A now out gay US Navy sailor has opened up about accidentally coming out in a picture on Instagram, saying for the most part his colleagues and friends have only been supportive.

Conner Curnick, formerly a college water polo player, and now in the US Navy wrote for Outsports about accidentally coming out to his squad by posting a photograph on Instagram.

The photo was of him and another man on the back of his motorbike.

screenshot-www.instagram.com 2016-07-28 00-24-00

When he was confronted by a number of colleagues, he faced his fears and told them that he is gay.

He writes: “I was alone at the time and in tears, and I decided to come clean — yes, I’m gay, I told them. The reactions started coming in and, to my relief and surprise, they were overwhelmingly positive.

“While I did lose a few friends, the ones closest to me became even closer, because I no longer had to lie about who I was and for the first time they knew what was really going on in my life. Pensacola will always hold a place in my heart for changing me in the way it did.”

Curnick says since coming out he is “much happier”, and that his professional and personal lives have only benefitted from his openness.

The sailor writes: “Since coming out, I have become a much happier, productive and successful person. I have since been to the Middle East twice and been awarded accolades for my achievements. I have received letters of accommodation from leaders at Combatant Commands and won Sailor of the Quarter at my command of 2,300 Sailors.”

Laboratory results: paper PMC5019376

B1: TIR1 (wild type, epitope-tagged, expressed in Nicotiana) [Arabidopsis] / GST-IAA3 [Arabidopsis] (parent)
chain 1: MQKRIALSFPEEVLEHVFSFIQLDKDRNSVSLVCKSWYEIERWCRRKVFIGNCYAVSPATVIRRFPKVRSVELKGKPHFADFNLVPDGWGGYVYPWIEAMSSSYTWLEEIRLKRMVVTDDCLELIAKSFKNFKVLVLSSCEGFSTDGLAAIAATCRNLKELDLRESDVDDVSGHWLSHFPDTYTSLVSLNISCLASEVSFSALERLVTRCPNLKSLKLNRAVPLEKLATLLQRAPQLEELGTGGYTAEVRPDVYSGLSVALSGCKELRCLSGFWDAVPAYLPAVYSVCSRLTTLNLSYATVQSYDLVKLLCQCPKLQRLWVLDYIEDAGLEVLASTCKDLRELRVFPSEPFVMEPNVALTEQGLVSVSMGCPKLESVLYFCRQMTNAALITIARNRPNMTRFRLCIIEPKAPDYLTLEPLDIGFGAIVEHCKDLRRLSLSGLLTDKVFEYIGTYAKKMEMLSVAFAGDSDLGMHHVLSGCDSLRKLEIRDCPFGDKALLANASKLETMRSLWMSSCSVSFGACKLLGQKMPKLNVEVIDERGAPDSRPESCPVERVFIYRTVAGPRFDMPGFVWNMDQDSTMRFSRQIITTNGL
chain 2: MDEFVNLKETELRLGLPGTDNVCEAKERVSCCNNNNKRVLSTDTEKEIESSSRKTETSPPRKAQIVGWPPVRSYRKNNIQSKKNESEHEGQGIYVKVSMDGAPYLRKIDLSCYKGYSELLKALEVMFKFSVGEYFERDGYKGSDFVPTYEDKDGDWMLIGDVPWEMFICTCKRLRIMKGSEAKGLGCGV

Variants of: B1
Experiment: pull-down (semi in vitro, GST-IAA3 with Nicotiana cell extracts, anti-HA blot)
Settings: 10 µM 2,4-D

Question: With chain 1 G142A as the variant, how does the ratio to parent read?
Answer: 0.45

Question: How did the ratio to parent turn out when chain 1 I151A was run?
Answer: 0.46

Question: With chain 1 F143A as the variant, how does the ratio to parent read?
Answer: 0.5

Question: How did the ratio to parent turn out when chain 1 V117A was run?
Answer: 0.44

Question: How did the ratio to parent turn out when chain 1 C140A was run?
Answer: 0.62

He adds: “I still face discrimination, and I understand that it is an unfortunate reality of living openly and fighting for equality. I am currently working with fellow LGBT sailors to start an organization at my base for LGBT service members to promote understanding and ensure equality in the workplace. I hope that in the future, people won’t have to “come out,” but they can simply say this is my boy/girlfriend and be accepted by everyone.”

Gay, lesbian and bisexual people have been permitted to openly serve in the US military since 2013, when Don’t Ask Don’t Tell was repealed.

Out gay Army Secretary Eric Fanning last week hit out at critics who say the US military should not engage in “social experiments” by allowing LGBT people to serve openly.

He spoke as the US last month announced that it was lifting its ban on transgender troops serving openly over the course of the coming year.